Compare any two graphics cards:
GeForce GTX 560 Ti vs Radeon HD 6970
IntroThe GeForce GTX 560 Ti makes use of a 40 nm design. nVidia has clocked the core frequency at 822 MHz. The GDDR5 memory is set to run at a frequency of 1002 MHz on this card. It features 384 SPUs along with 64 TAUs and 32 Rasterization Operator Units.
Compare those specifications to the Radeon HD 6970, which comes with a clock frequency of 880 MHz and a GDDR5 memory frequency of 1375 MHz. It also uses a 256-bit memory bus, and uses a 40 nm design. It features 1536 SPUs, 96 Texture Address Units, and 32 Raster Operation Units.
Battlefield Bad Company 2
Just Cause 2
Radeon HD 6970 wins
(Based entirely on the benchmarks listed above)
When combining all game benchmark scores on this page together, the Radeon HD 6970 wins overall, by 16 FPS. Please note that we do not have the results of every benchmark ever done for these cards, so the results may differ wildly in different games.
Power Usage and Theoretical Benchmarks
Power Consumption (Max TDP)
Theoretically speaking, the Radeon HD 6970 is 37% faster than the GeForce GTX 560 Ti in general, because of its higher data rate. (explain)
Texel RateThe Radeon HD 6970 is a lot (more or less 61%) faster with regards to AF than the GeForce GTX 560 Ti. (explain)
Pixel RateThe Radeon HD 6970 should be a small bit (about 7%) faster with regards to FSAA than the GeForce GTX 560 Ti, and will be able to handle higher screen resolutions more effectively. (explain)
Please note that the above 'benchmarks' are all just theoretical - the results were calculated based on the card's specifications, and real-world performance may (and probably will) vary at least a bit.
Please note that the price comparisons are based on search keywords - sometimes it might show cards with very similar names that are not exactly the same as the one chosen in the comparison. We do try to filter out the wrong results as best we can, though.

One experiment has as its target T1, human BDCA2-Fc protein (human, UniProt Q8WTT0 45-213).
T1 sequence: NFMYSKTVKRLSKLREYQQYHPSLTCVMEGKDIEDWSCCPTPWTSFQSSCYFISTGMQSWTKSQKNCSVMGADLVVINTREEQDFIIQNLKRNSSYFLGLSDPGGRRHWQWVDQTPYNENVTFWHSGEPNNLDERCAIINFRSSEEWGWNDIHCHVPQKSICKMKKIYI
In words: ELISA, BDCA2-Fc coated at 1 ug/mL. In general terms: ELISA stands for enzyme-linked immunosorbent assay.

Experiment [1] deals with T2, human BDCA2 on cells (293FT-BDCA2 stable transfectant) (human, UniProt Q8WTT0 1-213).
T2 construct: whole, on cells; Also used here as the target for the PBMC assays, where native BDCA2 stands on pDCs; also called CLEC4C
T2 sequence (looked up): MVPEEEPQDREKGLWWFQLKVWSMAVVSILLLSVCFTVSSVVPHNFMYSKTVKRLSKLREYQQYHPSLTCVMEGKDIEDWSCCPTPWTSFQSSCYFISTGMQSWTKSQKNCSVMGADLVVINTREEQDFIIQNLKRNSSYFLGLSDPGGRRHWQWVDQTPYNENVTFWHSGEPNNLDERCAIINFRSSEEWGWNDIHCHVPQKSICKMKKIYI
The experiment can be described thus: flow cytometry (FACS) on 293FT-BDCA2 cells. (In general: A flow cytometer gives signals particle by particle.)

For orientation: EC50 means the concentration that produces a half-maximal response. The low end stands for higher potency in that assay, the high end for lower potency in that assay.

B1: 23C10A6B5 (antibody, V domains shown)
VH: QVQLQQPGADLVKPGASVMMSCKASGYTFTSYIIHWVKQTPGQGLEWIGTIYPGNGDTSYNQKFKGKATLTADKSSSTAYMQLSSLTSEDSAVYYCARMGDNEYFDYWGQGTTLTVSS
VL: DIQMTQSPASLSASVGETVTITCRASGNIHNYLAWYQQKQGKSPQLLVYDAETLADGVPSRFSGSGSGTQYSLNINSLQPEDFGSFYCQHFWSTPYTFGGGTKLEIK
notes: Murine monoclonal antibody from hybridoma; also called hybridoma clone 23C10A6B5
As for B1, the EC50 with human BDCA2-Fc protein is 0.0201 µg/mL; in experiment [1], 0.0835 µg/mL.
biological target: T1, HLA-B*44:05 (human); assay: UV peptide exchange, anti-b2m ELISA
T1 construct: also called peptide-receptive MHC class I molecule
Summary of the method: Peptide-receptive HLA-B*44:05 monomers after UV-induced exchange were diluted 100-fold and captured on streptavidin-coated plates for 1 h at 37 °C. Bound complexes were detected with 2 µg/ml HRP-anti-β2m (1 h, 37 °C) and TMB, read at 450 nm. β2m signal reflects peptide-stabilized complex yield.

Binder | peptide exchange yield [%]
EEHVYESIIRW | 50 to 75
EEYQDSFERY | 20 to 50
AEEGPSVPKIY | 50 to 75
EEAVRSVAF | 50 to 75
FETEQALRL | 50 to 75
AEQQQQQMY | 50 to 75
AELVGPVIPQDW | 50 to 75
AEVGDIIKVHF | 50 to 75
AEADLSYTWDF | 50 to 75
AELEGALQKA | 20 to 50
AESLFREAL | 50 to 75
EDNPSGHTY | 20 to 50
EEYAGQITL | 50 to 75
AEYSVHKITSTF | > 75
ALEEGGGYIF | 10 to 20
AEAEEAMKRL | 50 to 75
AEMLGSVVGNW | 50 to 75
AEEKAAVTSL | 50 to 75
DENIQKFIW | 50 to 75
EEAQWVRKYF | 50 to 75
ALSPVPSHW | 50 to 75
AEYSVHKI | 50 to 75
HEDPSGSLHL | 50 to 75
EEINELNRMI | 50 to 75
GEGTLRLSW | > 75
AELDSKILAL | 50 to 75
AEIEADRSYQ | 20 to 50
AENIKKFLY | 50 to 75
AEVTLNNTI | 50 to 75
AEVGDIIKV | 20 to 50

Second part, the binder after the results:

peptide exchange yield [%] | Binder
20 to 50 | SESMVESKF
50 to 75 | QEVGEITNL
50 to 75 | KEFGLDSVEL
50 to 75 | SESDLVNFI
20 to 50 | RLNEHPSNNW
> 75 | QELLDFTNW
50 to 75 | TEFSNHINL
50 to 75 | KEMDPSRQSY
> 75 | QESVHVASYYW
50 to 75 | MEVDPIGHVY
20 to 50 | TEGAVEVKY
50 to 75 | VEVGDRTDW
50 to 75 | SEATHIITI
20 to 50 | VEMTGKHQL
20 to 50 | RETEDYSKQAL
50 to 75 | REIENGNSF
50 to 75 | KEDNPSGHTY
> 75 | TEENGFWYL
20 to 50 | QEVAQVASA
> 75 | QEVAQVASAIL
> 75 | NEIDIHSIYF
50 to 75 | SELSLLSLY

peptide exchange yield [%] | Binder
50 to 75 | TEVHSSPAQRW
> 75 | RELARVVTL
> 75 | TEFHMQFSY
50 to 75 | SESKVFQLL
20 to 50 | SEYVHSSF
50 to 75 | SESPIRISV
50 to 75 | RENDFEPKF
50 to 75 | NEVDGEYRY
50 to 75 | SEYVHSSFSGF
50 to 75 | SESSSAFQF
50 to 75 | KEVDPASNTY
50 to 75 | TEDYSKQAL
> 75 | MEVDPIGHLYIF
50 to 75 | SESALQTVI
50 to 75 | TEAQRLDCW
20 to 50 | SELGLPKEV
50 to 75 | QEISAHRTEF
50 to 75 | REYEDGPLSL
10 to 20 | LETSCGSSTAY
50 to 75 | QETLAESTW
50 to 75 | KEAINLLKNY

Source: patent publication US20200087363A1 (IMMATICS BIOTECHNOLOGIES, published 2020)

Memory Bandwidth: Bandwidth is the largest amount of information (counted in MB per second) that can be transferred past the external memory interface in a second. It is calculated by multiplying the bus width by the speed of its memory. In the case of DDR RAM, it should be multiplied by 2 again. If DDR5, multiply by ANOTHER 2x. The better the card's memory bandwidth, the faster the card will be in general. It especially helps with anti-aliasing, High Dynamic Range and higher screen resolutions.
Texel Rate: Texel rate is the maximum number of texture map elements (texels) that can be applied per second. This figure is calculated by multiplying the total texture units of the card by the core clock speed of the chip. The higher this number, the better the video card will be at handling texture filtering (anisotropic filtering - AF). It is measured in millions of texels processed in a second.
Pixel Rate: Pixel rate is the maximum amount of pixels that the graphics card can possibly write to the local memory per second - measured in millions of pixels per second. The number is worked out by multiplying the number of ROPs by the the core speed of the card. ROPs (Raster Operations Pipelines - also called Render Output Units) are responsible for drawing the pixels (image) on the screen. The actual pixel output rate also depends on many other factors, especially the memory bandwidth of the card - the lower the memory bandwidth is, the lower the ability to reach the maximum fill rate.